What to do if your taxi licence is revoked

If you are a taxi or private hire vehicle driver, losing your licence will obviously be a source of huge concern. The good news is that there can often be grounds to appeal taxi licence revocation, meaning there is a chance you will be able to have your licence restored.

Here, we discuss why a taxi licence would be revoked, the ‘fit and proper person’ test, what the process is whereby a taxi licence would be revoked, how you can appeal a taxi licence revocation and the exact process for doing so. We will also cover what you can do if you have been refused a taxi licence.

Why would a taxi licence be revoked?

In almost all cases where a taxi licence is revoked, this will be because the Local Authority’s Licensing Committee or Sub-committee has decided that the licence holder is not a ‘fit and proper person’ to hold such a licence. This decision will be reached by the application of a ‘fit and proper person' test.

What is the 'fit and proper person' test?

There is no single, legal definition of who is considered a ‘fit and proper person’ to hold a taxi licence, so each Local Authority (or Transport for London in London) will apply its own criteria to make this determination. The general principle is whether someone is deemed safe and suitable to hold a taxi licence.

Factors that a Local Authority or TfL might consider include:

  • The total number of points endorsed on an individual’s driving licence
  • How long the driver has held their driving licence (only normally applies to new applicants)
  • Any criminal convictions or cautions the driver has
  • The driver’s history of behaviour in relation to other road users and passengers in their vehicle
  • Any history of conflict with the Local Authority and its officers
  • The driver’s mental and physical fitness
  • Any other concerns about the driver’s integrity

This is not an exhaustive list and there are other factors a Local Authority could potentially look at in relation to the fit and proper person test.

What is the taxi licence revocation process?

The exact process a Local Authority will follow to revoke a taxi licence will depend on the situation.

If a complaint has been made about a taxi driver that suggests there is an imminent risk to public safety, the Authority’s Licensing Committee may hold an emergency meeting to consider the complaint. In such a situation, the Committee could immediately revoke the taxi licence without a hearing.

Where a complaint has been made but there is not considered to be an imminent risk to public safety, then a formal hearing will normally be held. Here the Licensing Committee will hear evidence and reach a decision on whether the licence should be revoked.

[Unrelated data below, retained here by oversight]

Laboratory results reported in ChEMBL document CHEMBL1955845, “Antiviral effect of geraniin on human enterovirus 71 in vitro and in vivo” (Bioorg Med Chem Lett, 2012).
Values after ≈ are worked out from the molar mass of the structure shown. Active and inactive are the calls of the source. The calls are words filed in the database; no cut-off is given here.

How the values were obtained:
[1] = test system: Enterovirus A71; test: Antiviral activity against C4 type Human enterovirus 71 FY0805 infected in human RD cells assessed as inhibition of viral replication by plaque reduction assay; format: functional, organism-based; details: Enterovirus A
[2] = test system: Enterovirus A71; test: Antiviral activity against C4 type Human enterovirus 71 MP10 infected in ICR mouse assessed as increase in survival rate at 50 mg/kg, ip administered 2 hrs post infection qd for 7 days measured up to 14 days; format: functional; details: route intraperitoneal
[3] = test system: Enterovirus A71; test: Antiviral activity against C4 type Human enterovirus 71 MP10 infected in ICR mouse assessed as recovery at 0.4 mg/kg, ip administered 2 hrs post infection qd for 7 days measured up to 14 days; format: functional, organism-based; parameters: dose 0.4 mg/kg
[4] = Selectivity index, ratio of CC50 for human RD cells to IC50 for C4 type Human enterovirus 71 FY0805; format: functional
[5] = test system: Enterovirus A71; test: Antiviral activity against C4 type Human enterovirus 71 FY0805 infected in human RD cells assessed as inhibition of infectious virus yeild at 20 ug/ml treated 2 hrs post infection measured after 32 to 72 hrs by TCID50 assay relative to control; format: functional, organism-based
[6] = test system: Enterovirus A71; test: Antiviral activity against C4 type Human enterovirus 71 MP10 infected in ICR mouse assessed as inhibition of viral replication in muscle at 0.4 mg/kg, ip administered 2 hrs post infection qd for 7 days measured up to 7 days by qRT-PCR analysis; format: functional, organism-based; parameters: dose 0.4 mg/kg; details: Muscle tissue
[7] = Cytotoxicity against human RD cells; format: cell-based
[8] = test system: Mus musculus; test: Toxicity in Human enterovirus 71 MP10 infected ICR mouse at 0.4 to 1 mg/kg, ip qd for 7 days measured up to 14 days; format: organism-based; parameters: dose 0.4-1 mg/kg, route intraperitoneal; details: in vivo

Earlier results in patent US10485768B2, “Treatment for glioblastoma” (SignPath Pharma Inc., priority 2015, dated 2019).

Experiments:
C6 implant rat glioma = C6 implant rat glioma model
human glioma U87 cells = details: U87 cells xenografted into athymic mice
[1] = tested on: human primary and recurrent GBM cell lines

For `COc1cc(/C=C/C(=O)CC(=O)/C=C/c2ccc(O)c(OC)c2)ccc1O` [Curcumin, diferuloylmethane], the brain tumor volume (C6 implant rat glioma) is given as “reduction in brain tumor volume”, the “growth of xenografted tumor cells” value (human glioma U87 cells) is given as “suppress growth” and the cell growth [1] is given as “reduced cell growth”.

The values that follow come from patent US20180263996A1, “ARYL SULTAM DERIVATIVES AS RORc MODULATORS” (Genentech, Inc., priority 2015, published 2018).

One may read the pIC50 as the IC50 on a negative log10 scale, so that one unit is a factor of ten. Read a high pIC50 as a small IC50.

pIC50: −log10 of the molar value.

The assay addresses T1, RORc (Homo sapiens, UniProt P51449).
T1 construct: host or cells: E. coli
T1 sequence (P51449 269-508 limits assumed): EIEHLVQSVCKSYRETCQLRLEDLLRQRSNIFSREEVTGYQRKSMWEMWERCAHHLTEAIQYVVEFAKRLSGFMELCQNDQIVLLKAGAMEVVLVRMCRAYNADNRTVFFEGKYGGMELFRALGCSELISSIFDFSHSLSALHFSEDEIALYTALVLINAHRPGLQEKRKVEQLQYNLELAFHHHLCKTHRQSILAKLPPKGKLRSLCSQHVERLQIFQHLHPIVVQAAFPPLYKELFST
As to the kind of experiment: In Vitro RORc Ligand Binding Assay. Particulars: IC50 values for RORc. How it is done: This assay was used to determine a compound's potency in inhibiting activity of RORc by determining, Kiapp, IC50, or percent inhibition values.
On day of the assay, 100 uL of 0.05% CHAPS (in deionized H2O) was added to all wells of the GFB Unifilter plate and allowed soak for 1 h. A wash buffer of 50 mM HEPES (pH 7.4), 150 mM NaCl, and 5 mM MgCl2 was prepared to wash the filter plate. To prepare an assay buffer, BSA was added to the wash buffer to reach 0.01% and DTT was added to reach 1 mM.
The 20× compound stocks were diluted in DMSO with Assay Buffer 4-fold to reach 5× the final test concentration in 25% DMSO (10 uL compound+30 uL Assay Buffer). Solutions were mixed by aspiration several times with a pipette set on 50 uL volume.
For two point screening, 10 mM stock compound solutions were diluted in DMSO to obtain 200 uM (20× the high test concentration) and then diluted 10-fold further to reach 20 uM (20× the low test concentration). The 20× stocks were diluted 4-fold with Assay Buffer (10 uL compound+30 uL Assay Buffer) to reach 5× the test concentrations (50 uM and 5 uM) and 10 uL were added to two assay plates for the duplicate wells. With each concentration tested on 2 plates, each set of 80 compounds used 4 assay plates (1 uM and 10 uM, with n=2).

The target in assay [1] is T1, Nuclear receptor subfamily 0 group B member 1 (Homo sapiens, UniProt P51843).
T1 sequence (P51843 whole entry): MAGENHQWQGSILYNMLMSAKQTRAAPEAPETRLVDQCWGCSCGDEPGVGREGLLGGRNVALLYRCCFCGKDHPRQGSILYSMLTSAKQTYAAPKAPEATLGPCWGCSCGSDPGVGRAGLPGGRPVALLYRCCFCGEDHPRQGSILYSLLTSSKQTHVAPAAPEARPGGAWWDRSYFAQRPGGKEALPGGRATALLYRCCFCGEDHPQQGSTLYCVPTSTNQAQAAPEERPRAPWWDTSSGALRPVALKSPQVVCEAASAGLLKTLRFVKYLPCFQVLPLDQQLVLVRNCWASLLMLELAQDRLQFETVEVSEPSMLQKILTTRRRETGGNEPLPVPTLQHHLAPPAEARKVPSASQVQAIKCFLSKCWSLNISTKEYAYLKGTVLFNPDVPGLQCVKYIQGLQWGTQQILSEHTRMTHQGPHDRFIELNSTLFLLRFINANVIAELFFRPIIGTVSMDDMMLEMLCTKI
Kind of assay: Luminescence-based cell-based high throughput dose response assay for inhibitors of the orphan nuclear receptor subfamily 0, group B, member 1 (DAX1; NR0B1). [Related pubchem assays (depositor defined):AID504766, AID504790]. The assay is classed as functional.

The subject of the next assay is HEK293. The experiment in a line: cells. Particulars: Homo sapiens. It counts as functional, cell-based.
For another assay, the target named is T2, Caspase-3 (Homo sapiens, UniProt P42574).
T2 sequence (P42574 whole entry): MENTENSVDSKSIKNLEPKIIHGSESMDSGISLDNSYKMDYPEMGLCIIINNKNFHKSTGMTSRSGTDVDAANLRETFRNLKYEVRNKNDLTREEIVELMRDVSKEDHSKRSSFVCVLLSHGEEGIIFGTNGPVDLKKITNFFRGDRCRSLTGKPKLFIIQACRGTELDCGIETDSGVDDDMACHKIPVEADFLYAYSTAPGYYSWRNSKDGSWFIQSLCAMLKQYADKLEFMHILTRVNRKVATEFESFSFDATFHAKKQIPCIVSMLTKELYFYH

A decision letter will be sent by the Committee to the taxi driver informing them that their licence has been revoked.

How can I appeal a revocation?

If your taxi licence has been revoked, you will usually have 21 days from the date of the decision letter to make an appeal. This appeal will be heard by a Magistrates’ Court.

What is the process for appealing a taxi licence revocation?

You will need to apply to your local Magistrates Court to appeal a taxi licence revocation. This involves filling out some forms and paying a court summons fee. Many people choose to have a solicitor assist them with preparing their appeal.

The Magistrates’ Court will set a hearing date on which you will need to attend the court and present the evidence as to why your taxi licence should not have been revoked. The Local Authority would normally also send a representative to present their case. You can represent yourself at Magistrates’ Court, but it is usually recommended to have an experienced lawyer represent you.

Your case will be heard by a panel of Magistrates or a District Judge (Magistrates’ Court). As the revocation of a taxi licence is a civil rather than criminal matter, the appeal will be dealt with in a civil capacity. This means that the Magistrates or Judge only need to reach a decision on ‘the balance of probabilities’ rather than ‘beyond all reasonable doubt’ i.e. they will be looking to decide whether it is ‘more likely than not’ that the Licensing Committee’s reasons for revoking your licence were justified.

Having heard both sides’ evidence, the Court will decide whether to uphold the revocation of your licence or reinstate your licence.

What can you do if you have been refused a taxi licence?

If you have had a taxi licence refused, you will need to follow the same process as when a taxi licence is revoked. This means you will need to make an appeal to your local Magistrates’ Court within 21 days of the date of the decision letter and you will need to attend a Court hearing. The Court will then decide whether the refusal should be upheld or whether you should be granted a taxi licence.

How our motoring solicitors can help when your taxi licence is revoked

At Renshaw Derrick, our motoring law solicitors have substantial expertise in supporting taxi drivers seeking to appeal taxi licence revocation. We can review your case and advise on whether we think you have a realistic prospect of successfully appealing the revocation of your licence. We can then support you in preparing your case and make sure you have the very best representation for your hearing.

Get in touch with our motoring lawyers in Bournemouth, Dorset, today

Get in touch with our motoring law solicitors in Bournemouth by giving us a call, emailing mail@renshawderrick.co.uk or by filling in our online enquiry form.